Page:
Why Do People Take Part In Risky Behavior?

Medically reviewed by April Justice, LICSW
Updated October 19, 2023by BetterHelp Editorial Team

Risky behavior can feel thrilling, but it can also be nerve-racking or carry consequences. Adolescents often exhibit risky behavior, but risk-taking can continue well into adulthood, and some people engage in risky behavior throughout their lives. At times, there may be valid reasons to take risks. However, risk-taking can also signal anti-social behavior and can cause harm.

People Engage In Risky Behavior For Many Reasons

Reasons Behind Risky Behavior

There could be multiple reasons why someone might engage in risky behavior. Some of us may develop these behaviors in childhood, while others might take risks following trauma or as a defense mechanism to avoid being hurt. 

Social Bonding

Risk-taking behavior often begins during the teenage years. Teenage pranks can include everything from spray-painting the walls of rival schools and dropping cherry bombs in toilets to stealing Halloween candy or covering front yards in toilet paper. Years later, friends may laugh about these pranks as adults—even if they caused property damage or emotional distress. Although we often know better as adults, we might still defend ourselves by remembering the fun or laughs we had. 

As teenagers, we might also skip school or take a vehicle for a joyride without acknowledging the consequences or implications. However, growing up, we may not consider this risk-taking acceptable. If we have children, we may not want our children to partake in the same behaviors we did. 

What may have seemed like simple social bonding many years ago can become unacceptable behavior down the road. As adults, we may no longer feel so self-absorbed and exclusive. We might become aware of the world around us and how our actions affect the emotional well-being of others. We may no longer wish to destroy personal or public property because we feel a degree of responsibility toward society.

These changes in perspective often occur as we enter our twenties. At this point, our brains are nearly completely developed. Therefore, we may awaken to a new awareness of the world around us. We might become more social and curious about others.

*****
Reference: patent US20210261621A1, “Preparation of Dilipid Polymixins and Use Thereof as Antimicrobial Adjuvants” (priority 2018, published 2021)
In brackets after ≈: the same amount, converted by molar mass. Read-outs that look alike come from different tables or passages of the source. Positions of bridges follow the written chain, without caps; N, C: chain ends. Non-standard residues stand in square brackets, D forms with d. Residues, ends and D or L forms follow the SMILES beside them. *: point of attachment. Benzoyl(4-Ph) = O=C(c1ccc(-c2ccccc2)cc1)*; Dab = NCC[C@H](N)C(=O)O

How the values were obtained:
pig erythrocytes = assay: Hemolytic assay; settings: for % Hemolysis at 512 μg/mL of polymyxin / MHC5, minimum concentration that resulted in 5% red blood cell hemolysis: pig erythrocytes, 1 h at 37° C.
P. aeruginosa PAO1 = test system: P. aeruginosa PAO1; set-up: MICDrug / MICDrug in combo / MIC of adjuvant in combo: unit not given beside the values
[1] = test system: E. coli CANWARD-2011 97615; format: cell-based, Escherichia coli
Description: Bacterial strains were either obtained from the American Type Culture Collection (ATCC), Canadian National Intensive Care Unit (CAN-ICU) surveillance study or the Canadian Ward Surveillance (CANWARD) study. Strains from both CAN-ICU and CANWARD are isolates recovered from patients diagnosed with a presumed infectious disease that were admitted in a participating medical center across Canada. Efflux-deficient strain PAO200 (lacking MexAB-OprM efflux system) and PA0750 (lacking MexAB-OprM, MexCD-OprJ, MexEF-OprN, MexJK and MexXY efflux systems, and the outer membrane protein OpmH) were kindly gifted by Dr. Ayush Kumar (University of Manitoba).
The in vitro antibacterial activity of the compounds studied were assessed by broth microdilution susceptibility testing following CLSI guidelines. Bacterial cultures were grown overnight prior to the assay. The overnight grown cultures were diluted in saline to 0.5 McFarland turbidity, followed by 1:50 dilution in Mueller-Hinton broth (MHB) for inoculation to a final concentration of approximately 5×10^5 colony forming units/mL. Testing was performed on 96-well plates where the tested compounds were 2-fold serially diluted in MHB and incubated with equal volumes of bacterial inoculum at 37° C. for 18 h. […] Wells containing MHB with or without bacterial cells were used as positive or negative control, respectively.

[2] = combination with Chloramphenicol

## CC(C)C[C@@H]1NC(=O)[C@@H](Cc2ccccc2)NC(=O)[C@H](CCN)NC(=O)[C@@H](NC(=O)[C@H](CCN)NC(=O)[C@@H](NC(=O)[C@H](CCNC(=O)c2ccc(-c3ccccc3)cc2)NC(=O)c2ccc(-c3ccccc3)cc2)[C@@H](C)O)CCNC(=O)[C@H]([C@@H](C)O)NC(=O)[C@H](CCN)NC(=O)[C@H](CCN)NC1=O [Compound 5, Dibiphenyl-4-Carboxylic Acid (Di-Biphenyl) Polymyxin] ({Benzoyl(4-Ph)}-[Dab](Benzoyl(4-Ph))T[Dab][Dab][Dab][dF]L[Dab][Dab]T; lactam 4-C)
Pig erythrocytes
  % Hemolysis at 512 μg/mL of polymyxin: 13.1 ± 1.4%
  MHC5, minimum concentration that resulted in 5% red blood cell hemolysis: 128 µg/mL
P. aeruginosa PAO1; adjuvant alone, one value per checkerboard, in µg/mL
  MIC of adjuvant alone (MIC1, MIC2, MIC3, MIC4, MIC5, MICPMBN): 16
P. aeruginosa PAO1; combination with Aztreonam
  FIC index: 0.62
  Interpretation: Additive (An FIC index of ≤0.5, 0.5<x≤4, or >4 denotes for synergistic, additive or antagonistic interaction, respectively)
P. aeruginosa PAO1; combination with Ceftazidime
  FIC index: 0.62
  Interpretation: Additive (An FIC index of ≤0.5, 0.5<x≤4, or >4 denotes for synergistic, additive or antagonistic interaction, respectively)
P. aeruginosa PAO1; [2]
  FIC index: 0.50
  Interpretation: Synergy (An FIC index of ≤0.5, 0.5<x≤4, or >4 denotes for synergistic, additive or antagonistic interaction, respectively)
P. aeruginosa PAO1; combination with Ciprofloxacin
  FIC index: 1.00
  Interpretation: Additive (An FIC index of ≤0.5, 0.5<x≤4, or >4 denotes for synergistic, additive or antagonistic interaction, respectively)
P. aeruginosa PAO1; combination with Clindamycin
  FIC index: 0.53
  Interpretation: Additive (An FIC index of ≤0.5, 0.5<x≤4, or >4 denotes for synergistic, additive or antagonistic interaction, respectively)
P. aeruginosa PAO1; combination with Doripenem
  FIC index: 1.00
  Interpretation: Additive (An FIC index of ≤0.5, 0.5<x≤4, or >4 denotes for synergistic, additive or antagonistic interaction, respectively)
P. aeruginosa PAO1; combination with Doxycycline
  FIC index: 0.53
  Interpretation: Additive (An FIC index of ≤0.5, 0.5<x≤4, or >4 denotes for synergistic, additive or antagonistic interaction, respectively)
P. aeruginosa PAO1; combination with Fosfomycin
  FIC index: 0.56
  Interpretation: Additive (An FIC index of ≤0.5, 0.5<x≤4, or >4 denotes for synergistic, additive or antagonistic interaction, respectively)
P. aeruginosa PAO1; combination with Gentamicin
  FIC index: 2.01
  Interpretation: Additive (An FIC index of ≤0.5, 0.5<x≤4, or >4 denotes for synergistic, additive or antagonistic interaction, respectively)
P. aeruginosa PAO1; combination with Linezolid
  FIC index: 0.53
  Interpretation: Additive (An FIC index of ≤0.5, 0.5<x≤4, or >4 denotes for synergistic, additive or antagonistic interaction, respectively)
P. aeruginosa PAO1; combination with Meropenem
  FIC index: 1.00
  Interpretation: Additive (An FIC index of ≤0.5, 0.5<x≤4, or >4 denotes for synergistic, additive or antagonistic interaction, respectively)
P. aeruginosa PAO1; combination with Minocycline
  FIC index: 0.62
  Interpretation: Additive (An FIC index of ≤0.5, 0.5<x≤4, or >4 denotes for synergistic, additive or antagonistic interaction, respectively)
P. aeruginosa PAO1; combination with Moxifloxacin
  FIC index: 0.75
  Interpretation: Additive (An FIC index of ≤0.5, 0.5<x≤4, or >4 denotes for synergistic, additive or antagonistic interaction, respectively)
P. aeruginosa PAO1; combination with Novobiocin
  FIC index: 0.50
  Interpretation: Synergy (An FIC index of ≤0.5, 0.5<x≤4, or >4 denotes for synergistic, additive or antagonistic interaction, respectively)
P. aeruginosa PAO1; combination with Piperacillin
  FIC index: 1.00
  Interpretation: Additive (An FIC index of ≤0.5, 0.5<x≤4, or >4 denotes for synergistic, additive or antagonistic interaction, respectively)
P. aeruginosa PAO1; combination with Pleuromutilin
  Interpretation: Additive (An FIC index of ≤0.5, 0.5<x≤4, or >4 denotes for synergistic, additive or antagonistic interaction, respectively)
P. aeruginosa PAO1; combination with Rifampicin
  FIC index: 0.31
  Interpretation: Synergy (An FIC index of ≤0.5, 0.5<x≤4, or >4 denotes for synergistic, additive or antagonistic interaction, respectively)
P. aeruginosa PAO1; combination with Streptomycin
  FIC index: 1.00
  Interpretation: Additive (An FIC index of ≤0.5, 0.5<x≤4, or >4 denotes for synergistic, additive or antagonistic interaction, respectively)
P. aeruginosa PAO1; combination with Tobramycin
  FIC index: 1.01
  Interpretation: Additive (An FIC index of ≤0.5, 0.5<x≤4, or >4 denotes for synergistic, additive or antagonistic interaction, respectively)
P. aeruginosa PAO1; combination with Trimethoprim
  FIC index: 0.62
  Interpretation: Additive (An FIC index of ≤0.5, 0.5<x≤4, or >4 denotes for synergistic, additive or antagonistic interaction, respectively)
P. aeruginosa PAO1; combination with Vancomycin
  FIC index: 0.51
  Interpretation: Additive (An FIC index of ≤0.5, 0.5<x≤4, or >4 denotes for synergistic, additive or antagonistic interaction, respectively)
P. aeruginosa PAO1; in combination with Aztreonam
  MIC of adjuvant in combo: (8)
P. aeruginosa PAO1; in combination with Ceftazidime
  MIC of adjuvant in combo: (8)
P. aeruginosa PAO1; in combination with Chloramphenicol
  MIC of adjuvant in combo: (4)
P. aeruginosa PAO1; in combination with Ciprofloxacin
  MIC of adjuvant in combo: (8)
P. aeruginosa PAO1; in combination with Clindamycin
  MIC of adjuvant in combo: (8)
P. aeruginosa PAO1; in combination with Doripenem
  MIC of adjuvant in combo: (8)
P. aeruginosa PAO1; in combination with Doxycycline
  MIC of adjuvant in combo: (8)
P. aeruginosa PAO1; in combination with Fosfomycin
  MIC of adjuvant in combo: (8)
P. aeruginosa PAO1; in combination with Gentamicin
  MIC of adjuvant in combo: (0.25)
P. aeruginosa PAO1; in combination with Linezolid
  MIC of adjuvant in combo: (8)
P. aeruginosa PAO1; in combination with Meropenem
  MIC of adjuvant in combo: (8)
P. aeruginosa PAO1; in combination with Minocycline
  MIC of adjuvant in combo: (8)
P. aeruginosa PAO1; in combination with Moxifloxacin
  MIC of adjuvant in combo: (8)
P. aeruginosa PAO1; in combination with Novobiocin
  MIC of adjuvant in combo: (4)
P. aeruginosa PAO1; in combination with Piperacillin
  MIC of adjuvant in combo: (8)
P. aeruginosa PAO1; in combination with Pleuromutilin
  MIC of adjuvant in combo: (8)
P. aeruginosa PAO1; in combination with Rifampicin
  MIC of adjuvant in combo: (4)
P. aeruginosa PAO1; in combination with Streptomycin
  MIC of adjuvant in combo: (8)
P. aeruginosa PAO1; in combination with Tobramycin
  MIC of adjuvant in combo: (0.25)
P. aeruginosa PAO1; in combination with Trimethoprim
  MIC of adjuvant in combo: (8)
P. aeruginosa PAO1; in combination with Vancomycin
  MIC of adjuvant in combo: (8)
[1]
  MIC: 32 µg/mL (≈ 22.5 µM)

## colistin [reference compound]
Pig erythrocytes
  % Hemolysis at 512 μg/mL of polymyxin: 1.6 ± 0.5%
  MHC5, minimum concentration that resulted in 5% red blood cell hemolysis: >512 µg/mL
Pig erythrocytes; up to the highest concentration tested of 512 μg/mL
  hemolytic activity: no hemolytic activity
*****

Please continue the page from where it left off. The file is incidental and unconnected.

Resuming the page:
For many, partaking in risky behaviors is a temporary thing. It may be driven by peer influence or a desire to make a friend laugh. In some cases, risky behaviors driven by social influence may be classified as bullying if targeted at someone else or a group of people. For other individuals, risky behavior may continue into adulthood and cause societal concerns. 

Patterns Of Risk

Many people have healthy social skills and social lives by the time they reach their 30s. Studies indicate that home-schooled adolescents can also develop well-socialized skills

However, some adolescents may face challenges when transitioning into adulthood. Anti-social behaviors such as burglary, theft, and violence can affect our lives, reputation, and, at times, our criminal records.

Early indicators of a challenging young life may appear as young as six or seven. Maladjusted children may exhibit bullying behavior, be cruel to animals, or steal from other children.

Similarly, early indications of a self-harming child can be found in children who pick at scabs, bite their fingernails down to the cuticle, chew on their lips, or bite themselves.

Adolescents who self-harmed as children may take their injuries to the next level as they grow. They may start cutting or burning themselves, drive recklessly, or engage in unprotected sex. Left unchecked, anti-social and self-harming patterns of behavior may persist in adulthood.

Children who isolate themselves early in life are not necessarily at high risk for anti-social or self-harming behavior. Children can be uncomfortable when they're in unusual environments. In these cases, they may choose to isolate themselves because they're confused.

Furthermore, studies have found that some children are born naturally shy. They may cling to their parent or guardian for longer than average, learning to talk later and preferring imaginative play to the company of others. 

Shy children may also tend to acquire friends at a less steady pace. In adulthood, they might exhibit introverted personalities, though they may be friendly once the ice breaks.


Risk-Taking Genes

Some individuals seem to be born risk-takers. As children, they may be the ones who take the double dare to sled down the tallest, steepest hill. As thrill lovers, they may push the limits on where they can go and what they can do.

When it comes to behavior, there's a debate about what's shaped by nature and what's shaped by nurture. According to a 2019 study, risk tolerance and risky behaviors may be linked to genetic variants. Multiple children born in the same household may be treated equally, but only one may exhibit early high-risk behavior. 

On the other hand, people who grew up with risk-taking parents may have a broader view of what society considers "risky." Therefore, they may engage in high-risk behaviors because it could feel like the standard.